It’s OK to grow slow

Kathy Krugerchange, fear, yinyang17 Comments

Spring – the season for growth. Green shoots and blossoming flowers and fresh perfume in the air. It sort of smells like a positive affirmation (I imagine). In reality, a lot of sun (yang) and water (yin) are required along with a positive attitude in order to flourish.

I start this, my first post of Spring, and the page is blank, just as it always is.

Growth (like love) may be all around us, but the words still take a while to bud and bloom (in my mind at least).

We planted herbs and spring flowers only a week ago, and already the coriander and the rocket are in a race to be the fastest grower.  (I’ll back the speedy rocket, he, he). I swear you can watch them grow.

I swear you can watch them grow

I swear you can watch them grow

It’s like that in Spring – new life sprouts and shoots, bursts and blossoms and you have to stop to really appreciate the fresh change because it happens so quickly that winter is soon forgotten and summer is already flowering before you know it.

But what if you are still digging deep in the soil, spreading roots, trying to work out what direction you want to grow in?

You are rushed along, through September, October, November until the season is over and it’s already almost Christmas and a New Year beckons and you have to ponder how much (or little) you have grown – whether it was fast enough, strong enough, enough.

There’s so much hope in Spring, but with it comes high expectations.

Our lives are seasonal, in some ways, and yet they are habitual, historical – grounded in beliefs and habits from childhood and grinded by day-to-day routines and pressures.

It’s a reason and a season for change, but habits aren’t easy to break.

Spring has sprung and we want to start anew – there’s that scent of freshness in the air, yet somehow it doesn’t seem as easy as simply sprouting new shoots.

Focus on the green shoots, but don’t forget the roots

One of my favourite adaptations of the yin yang symbol is it formed into a tree of life, one half of the symbol (yin) represented by the roots in the ground, the other half (yang) by the branches reaching skyward.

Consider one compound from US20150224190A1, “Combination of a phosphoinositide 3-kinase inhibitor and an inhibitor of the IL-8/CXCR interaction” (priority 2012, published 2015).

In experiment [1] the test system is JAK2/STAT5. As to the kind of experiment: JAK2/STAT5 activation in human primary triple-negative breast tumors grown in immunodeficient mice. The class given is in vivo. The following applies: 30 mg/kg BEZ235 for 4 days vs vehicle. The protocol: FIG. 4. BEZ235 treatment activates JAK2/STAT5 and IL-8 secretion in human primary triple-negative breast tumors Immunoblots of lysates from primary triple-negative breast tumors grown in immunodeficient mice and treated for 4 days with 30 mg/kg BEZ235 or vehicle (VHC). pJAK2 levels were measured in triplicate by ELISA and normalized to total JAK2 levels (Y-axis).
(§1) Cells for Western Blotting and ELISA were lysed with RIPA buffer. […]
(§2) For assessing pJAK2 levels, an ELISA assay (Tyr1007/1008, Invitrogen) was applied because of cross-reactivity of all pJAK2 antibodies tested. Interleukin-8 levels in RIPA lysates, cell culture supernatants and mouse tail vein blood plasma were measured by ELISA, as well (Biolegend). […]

Image source

Growth happens in both directions, and as much as it is easy to focus on the new growth we see above the surface we need solid grounding (depth within ourselves, our values and purpose) to withstand difficult times.

Do we want to grow tall and strong like bamboo, focus on forming a few beautiful flowers (protecting them with thorns) like a rose bush, or put all our energies into bearing a harvest of fruit or vegetables?

So much in society is focused on above-ground growing – achieving, producing, being seen to be strong and powerful (yang). Yet true strength, beauty and bounty start below the surface.

Comparison is the thief of the joy and also growth

When we always compare how fast we are growing, how much we are achieving, how ‘beautiful’ we are, not only do we rob ourselves of joy but we stunt our own growth.

The most ‘beautiful’ gardens are appreciated for the variety of the trees, shrubs and flowers that grow in them – contrasts of colours and foliage, size and shapes.

Beautiful garden

Beautiful garden

Image source


Image source

I’m no real gardener, but it seems to me that the plants in a ‘beautiful’ garden complement each other rather than compete to grow – the tall trees providing shelter for the smallest shade-loving plants below.

Grow slow, grow resilient